It appears the restaurant industry is growing again. Over the last two years, the domestic landscape expanded by 18,000 locations, according to recent data from The NPD Group. While still under pre-pandemic counts, the upward mobility could signal a shift on multiple fronts. Given profitability challenges, construction and permitting delays, and the continued grapple with surging costs, it’s unlikely 2023 turns out to be a robust development year. But some pundits expect that to flip as soon as 2024. So this coming year might, in some respect, turn out to be a positioning year for those brands ready to capitalize.
Nick Cole, head of restaurant and hospitality finance at Mitsubishi UFJ Financial Group, noted, even with recent growth, the number of restaurants per capita is at its lowest point in 25 years. Cole said it’s proving difficult to get return on capital for new unit development in the current macroeconomic backdrop.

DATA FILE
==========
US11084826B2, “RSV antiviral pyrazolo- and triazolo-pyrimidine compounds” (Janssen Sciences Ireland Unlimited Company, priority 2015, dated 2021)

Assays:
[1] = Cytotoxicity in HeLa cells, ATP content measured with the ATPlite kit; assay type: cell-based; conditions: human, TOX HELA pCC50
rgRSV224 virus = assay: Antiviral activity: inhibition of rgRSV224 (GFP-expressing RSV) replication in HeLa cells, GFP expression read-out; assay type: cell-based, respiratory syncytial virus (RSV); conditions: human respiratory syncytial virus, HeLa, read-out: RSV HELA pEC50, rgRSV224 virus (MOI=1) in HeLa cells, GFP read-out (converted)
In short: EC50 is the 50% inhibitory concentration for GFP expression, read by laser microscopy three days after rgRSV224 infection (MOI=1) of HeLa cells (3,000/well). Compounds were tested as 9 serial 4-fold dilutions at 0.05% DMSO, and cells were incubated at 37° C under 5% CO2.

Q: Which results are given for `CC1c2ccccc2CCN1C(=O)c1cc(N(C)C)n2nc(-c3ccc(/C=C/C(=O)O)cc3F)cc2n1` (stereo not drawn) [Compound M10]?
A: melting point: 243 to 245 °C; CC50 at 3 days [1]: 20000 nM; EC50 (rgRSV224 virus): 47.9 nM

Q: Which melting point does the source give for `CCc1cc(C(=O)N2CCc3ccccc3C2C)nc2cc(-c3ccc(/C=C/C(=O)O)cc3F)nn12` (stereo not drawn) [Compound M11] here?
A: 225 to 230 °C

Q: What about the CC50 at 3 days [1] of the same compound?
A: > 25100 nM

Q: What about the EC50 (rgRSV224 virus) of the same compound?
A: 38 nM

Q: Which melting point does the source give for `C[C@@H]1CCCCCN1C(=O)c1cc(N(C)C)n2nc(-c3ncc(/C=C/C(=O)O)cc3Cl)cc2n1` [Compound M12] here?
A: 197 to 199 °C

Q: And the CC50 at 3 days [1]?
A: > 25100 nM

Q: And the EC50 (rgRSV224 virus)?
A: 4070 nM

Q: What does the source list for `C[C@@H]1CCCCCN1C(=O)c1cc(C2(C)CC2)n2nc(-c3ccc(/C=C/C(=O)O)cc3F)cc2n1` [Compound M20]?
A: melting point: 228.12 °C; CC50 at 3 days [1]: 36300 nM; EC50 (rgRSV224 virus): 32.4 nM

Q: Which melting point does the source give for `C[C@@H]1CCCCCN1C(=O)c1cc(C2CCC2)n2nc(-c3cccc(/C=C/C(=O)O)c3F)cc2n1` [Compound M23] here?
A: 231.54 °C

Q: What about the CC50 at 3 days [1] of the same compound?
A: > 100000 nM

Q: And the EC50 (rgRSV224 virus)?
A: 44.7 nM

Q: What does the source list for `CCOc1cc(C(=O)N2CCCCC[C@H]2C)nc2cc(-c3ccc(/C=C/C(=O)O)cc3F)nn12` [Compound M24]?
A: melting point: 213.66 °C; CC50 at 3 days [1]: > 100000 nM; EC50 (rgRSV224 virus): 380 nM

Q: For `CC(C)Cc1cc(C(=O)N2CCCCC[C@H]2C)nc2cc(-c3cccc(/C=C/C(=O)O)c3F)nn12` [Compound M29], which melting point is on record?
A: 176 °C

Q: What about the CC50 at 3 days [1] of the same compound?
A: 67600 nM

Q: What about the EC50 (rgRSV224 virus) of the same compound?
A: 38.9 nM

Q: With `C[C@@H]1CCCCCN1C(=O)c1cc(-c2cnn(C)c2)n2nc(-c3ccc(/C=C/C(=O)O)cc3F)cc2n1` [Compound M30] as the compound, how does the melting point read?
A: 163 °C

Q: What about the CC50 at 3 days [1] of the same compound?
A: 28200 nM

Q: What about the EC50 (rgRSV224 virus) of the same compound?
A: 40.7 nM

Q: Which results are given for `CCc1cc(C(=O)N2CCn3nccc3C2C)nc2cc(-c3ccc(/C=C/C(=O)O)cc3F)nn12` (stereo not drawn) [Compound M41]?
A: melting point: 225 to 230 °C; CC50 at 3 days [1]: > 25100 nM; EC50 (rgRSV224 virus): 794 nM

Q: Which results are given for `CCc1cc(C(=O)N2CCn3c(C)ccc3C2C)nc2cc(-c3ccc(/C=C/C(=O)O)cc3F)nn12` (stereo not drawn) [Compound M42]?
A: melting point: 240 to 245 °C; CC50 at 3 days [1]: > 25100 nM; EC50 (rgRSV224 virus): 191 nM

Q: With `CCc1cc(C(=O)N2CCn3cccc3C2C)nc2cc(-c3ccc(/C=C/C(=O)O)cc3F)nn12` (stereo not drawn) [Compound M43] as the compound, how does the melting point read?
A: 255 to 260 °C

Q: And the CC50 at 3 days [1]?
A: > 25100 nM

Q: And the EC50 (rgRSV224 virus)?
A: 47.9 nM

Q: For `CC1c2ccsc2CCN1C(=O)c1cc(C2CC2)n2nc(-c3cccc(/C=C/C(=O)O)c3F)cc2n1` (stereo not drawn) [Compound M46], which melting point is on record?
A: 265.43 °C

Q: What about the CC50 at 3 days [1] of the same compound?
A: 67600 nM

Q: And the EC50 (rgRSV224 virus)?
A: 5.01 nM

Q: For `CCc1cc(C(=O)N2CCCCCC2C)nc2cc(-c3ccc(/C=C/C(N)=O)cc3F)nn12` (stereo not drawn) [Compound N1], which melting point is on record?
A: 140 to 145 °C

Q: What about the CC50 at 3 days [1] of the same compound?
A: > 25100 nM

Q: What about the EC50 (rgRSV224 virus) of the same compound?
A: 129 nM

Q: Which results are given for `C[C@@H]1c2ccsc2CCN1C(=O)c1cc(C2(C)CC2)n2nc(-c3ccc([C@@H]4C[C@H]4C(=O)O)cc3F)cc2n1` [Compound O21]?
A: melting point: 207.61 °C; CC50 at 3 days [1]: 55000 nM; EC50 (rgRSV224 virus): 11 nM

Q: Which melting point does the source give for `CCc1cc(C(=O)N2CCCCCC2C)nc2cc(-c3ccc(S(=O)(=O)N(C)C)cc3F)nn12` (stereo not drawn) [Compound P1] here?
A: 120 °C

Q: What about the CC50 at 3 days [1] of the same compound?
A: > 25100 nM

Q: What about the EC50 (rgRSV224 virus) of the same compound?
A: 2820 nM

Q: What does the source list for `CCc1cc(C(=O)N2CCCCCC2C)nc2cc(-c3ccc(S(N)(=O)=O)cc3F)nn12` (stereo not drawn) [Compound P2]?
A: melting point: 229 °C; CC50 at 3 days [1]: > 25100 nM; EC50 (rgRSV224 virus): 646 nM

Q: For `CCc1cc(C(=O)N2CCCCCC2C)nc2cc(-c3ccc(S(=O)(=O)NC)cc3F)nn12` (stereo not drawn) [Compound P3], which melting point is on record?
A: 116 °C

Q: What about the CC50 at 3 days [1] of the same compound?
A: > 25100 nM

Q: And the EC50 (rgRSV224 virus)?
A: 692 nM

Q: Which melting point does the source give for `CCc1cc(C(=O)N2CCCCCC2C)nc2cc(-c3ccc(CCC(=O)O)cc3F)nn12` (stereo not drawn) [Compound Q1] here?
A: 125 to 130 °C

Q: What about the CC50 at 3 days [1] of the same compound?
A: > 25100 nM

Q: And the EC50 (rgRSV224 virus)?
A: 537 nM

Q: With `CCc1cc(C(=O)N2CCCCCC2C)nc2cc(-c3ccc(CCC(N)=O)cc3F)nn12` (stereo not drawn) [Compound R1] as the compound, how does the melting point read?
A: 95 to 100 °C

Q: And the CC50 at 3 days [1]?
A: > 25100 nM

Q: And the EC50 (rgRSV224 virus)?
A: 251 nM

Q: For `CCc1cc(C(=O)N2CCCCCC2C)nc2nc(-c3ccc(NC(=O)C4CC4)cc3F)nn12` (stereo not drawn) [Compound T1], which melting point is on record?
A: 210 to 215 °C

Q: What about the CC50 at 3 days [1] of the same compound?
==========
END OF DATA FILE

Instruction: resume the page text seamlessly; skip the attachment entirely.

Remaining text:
Yet restaurants, innovating with smaller footprints and second-generation spaces, are using alternatives to build more because they see what’s ahead.
The National Restaurant Association’s State of the Industry Report, released Tuesday, forecasted the sector to reach $997 billion in sales in 2023, driven in part by higher menu prices. Also, 47 percent of operators expected competition to be more intense than last year. At least four in 10 operators in each of the three limited-service segments—quick service, fast casual, and coffee and snack—felt the addition of drive-thru lanes would become more common.
Per NPD, total foodservice traffic, restaurants and retail foodservice combined, rose 2 percent in January, and restaurant visits climbed 3 percent over visit losses due to the Omicron variant last year. Foodservice consumer spending hiked 7 percent in the month compared to a year ago.
In January, dine-in visits upped 24 percent over a gain of 41 percent in January 2022. Even with the increases, dine-in or on-premises traffic is still recovering from the steep pandemic-related declines of 2020. Off-premises, primarily drive-thru and delivery, remain higher than pre-virus days (one reason operators expect growth in these arenas) 9 and 88 percent, respectively, versus three years ago.